SINGAPORE -- The coronavirus outbreak will likely have a severe impact on new stock market listings across Asia this year and hinder mergers and acquisitions, according to global consultancy Bain & Co.
With private Asia Pacific companies already losing $85 billion in value last year, a 31% fall compared to the previous five-years, Bain said the outbreak could extend the risk of a worldwide slump with deal activity off to a "very slow start" in 2020 across the board, but especially in China.
"When macro conditions are kind of uncertain, then that creates higher levels of caution when acquirers are getting these companies (looking to exit)," Bain & Co. Global Director Johanne Dessard told the Nikkei Asian Review, adding that the travel havoc by the outbreak was making it ever harder for investors to setup meetings.
"People may not be able to fly here and there, they may not be able to check things out, and also, we are seeing as well, basically a lot of things being postponed just because of the (travel) impediments," Dessard noted. Cracks in public listing plans have also surfaced.
The Asia Pacific region is a heavyweight in the global private equity arena with its markets topping out at a record $1.2 trillion in assets under management last year -- a quarter of the world's total.
Bain noted that growth across the region had been the result of sustained strength in deal values, with the Asia Pacific currently home to $388 billion in "dry powder", or about 2.8 years of future investments.
Property manager Central China New Life has already said that it is no longer sticking to its planned first-quarter $100 million listing in Hong Kong, and Shenzhen-based payment technology services company Yeahka's $250 million initial public offering is also in jeopardy.
Already reeling from the damanging effects of a protracted trade war with the U.S., the coronavirus outbreak will exacerbate an already grim outlook for deals in China.
Exit values dropped 30% to $44 billion last year, with the number of exits plunging 47% to 147, Bain's report said, with deals falling 16% in value to $63 billion, and the number of deals declining 19% to 488.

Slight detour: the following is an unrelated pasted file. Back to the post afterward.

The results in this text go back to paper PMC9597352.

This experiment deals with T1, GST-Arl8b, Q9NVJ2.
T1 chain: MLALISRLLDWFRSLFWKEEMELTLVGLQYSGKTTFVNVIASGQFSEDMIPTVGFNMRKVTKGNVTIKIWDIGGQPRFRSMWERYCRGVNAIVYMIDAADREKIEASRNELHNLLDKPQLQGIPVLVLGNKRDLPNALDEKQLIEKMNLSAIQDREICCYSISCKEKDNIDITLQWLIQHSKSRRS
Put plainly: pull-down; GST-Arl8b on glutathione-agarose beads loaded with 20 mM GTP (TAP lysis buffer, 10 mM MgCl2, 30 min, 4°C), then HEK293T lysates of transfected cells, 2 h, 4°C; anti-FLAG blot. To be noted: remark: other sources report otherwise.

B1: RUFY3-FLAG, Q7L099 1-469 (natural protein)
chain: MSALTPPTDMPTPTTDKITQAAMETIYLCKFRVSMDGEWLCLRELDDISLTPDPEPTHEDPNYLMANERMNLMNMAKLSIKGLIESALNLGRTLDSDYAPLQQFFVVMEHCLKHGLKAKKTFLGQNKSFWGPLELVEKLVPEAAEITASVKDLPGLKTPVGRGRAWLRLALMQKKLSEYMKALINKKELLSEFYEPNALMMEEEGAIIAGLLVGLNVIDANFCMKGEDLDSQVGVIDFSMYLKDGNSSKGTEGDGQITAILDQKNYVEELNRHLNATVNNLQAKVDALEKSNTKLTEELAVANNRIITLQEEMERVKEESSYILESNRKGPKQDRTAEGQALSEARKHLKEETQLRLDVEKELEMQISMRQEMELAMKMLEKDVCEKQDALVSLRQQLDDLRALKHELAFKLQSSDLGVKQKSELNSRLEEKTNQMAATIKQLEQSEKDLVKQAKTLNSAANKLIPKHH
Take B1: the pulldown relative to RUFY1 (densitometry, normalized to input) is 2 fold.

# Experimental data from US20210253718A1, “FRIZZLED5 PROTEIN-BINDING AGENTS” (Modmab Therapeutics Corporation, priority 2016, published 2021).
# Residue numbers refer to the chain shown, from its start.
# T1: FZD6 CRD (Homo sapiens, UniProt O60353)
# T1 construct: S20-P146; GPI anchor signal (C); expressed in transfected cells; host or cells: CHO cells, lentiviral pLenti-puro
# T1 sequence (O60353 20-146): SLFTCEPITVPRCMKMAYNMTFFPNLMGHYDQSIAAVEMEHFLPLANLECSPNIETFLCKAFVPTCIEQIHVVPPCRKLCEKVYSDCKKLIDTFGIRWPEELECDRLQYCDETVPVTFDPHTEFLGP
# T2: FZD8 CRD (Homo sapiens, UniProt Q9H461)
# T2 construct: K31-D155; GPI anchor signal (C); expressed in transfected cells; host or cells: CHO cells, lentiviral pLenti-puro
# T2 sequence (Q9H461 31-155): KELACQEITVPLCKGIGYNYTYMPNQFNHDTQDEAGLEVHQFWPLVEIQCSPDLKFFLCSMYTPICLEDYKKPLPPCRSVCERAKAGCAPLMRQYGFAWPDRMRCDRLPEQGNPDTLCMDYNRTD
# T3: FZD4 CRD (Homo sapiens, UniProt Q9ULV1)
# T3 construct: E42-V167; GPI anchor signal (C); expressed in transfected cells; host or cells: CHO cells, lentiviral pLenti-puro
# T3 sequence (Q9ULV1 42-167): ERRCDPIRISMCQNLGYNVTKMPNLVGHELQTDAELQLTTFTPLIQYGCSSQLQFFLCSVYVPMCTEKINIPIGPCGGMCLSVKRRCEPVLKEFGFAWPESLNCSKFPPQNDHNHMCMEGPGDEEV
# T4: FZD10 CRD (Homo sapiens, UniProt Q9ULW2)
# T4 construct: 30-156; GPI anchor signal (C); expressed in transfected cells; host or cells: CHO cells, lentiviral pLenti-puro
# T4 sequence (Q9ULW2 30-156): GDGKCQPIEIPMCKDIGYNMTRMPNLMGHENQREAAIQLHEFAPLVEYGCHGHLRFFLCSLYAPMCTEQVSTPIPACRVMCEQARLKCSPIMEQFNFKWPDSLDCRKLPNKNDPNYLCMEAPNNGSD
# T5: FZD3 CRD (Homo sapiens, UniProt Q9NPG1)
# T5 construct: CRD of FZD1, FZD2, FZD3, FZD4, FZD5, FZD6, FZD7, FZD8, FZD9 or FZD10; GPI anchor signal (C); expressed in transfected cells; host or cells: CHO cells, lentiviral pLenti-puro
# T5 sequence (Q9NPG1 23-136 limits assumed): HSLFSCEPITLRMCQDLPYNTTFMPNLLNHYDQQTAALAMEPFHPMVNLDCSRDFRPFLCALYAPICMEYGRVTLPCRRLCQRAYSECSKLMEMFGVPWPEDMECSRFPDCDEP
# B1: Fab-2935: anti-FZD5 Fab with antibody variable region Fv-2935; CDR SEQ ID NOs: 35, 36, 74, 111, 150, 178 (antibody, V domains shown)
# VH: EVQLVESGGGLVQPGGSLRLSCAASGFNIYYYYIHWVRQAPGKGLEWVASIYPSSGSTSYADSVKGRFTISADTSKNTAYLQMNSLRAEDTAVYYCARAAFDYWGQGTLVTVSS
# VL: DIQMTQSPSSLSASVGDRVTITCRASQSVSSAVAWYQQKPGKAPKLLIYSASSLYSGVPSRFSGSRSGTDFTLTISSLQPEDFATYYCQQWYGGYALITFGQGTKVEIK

The report added that while Southeast Asia, Japan, South Korea and India also saw company exits tumble in 2019, investments drawn saw an uptick either in values -- and number of deals -- compared to China which saw declines across the board.
In terms of the absolute value and the number of IPOs last year, China still easily came out on top in Asia -- underscoring the massive share of private equity activity that the East Asian giant commanded in the region, despite the ecopnomic slowdown.
Southeast Asia saw exits last year drop 28% in value to $7 billion, with the number of deals falling by half to 15, compared to the previous five-year average.
"Part of it is definitely the same kind of dynamic as what we are seeing elsewhere -- macro conditions," Bain's Dessard said regarding Southeast Asia. "Vietnam, Malaysia and Philippines were fairly hot in terms of deal count and deal value, so that was a trend worth highlighting behind the overall numbers," she added.
Investors are still bullish about prospects in Southeast Asia, and continued investments in the form of acquisitions in the region are expected, Benjamin Ong, head of Mergers and Acquisitions and Capital Advisory at auditing firm KPMG in Singapore told Nikkei.
But he acknowledged that the coronavirus has brought a high level of uncertainty within global markets that has affected investor sentiment.
"Stock exchanges have also requested that listing hopefuls detail the impact of COVID-19 and their plans to mitigate the impact," Ong noted.